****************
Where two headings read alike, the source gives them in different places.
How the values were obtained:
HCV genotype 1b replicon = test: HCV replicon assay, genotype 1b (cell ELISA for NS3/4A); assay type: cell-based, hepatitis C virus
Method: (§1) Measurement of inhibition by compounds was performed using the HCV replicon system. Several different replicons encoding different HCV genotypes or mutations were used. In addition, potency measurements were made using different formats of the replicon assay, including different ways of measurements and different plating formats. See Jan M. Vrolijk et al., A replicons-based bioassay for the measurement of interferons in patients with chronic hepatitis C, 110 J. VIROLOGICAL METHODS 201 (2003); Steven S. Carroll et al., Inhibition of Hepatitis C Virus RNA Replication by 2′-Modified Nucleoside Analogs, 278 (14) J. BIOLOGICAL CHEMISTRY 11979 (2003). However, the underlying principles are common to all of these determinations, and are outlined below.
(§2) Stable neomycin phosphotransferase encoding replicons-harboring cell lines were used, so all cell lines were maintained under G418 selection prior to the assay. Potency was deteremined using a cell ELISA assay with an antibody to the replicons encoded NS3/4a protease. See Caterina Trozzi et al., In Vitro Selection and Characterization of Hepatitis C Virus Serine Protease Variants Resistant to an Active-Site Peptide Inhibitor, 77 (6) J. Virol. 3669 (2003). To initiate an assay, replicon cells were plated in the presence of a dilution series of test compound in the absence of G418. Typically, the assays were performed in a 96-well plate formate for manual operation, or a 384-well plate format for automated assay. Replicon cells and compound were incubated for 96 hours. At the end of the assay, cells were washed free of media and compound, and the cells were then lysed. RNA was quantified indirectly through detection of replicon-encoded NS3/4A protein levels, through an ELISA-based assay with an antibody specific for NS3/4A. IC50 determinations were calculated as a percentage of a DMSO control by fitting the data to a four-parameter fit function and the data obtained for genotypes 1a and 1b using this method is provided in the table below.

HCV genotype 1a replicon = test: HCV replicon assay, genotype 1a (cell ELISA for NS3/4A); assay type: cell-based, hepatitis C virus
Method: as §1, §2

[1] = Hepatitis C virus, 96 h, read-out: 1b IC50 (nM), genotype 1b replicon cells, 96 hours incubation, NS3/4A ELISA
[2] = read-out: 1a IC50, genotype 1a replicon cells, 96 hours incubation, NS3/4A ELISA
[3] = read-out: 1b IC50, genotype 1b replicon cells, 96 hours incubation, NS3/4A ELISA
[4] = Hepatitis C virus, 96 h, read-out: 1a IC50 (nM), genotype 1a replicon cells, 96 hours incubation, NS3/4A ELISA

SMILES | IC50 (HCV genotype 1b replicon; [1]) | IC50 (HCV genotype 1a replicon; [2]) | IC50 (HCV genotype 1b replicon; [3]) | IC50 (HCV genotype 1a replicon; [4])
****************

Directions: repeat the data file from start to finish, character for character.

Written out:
Where two headings read alike, the source gives them in different places.
How the values were obtained:
HCV genotype 1b replicon = test: HCV replicon assay, genotype 1b (cell ELISA for NS3/4A); assay type: cell-based, hepatitis C virus
Method: (§1) Measurement of inhibition by compounds was performed using the HCV replicon system. Several different replicons encoding different HCV genotypes or mutations were used. In addition, potency measurements were made using different formats of the replicon assay, including different ways of measurements and different plating formats. See Jan M. Vrolijk et al., A replicons-based bioassay for the measurement of interferons in patients with chronic hepatitis C, 110 J. VIROLOGICAL METHODS 201 (2003); Steven S. Carroll et al., Inhibition of Hepatitis C Virus RNA Replication by 2′-Modified Nucleoside Analogs, 278 (14) J. BIOLOGICAL CHEMISTRY 11979 (2003). However, the underlying principles are common to all of these determinations, and are outlined below.
(§2) Stable neomycin phosphotransferase encoding replicons-harboring cell lines were used, so all cell lines were maintained under G418 selection prior to the assay. Potency was deteremined using a cell ELISA assay with an antibody to the replicons encoded NS3/4a protease. See Caterina Trozzi et al., In Vitro Selection and Characterization of Hepatitis C Virus Serine Protease Variants Resistant to an Active-Site Peptide Inhibitor, 77 (6) J. Virol. 3669 (2003). To initiate an assay, replicon cells were plated in the presence of a dilution series of test compound in the absence of G418. Typically, the assays were performed in a 96-well plate formate for manual operation, or a 384-well plate format for automated assay. Replicon cells and compound were incubated for 96 hours. At the end of the assay, cells were washed free of media and compound, and the cells were then lysed. RNA was quantified indirectly through detection of replicon-encoded NS3/4A protein levels, through an ELISA-based assay with an antibody specific for NS3/4A. IC50 determinations were calculated as a percentage of a DMSO control by fitting the data to a four-parameter fit function and the data obtained for genotypes 1a and 1b using this method is provided in the table below.

HCV genotype 1a replicon = test: HCV replicon assay, genotype 1a (cell ELISA for NS3/4A); assay type: cell-based, hepatitis C virus
Method: as §1, §2

[1] = Hepatitis C virus, 96 h, read-out: 1b IC50 (nM), genotype 1b replicon cells, 96 hours incubation, NS3/4A ELISA
[2] = read-out: 1a IC50, genotype 1a replicon cells, 96 hours incubation, NS3/4A ELISA
[3] = read-out: 1b IC50, genotype 1b replicon cells, 96 hours incubation, NS3/4A ELISA
[4] = Hepatitis C virus, 96 h, read-out: 1a IC50 (nM), genotype 1a replicon cells, 96 hours incubation, NS3/4A ELISA

SMILES | IC50 (HCV genotype 1b replicon; [1]) | IC50 (HCV genotype 1a replicon; [2]) | IC50 (HCV genotype 1b replicon; [3]) | IC50 (HCV genotype 1a replicon; [4])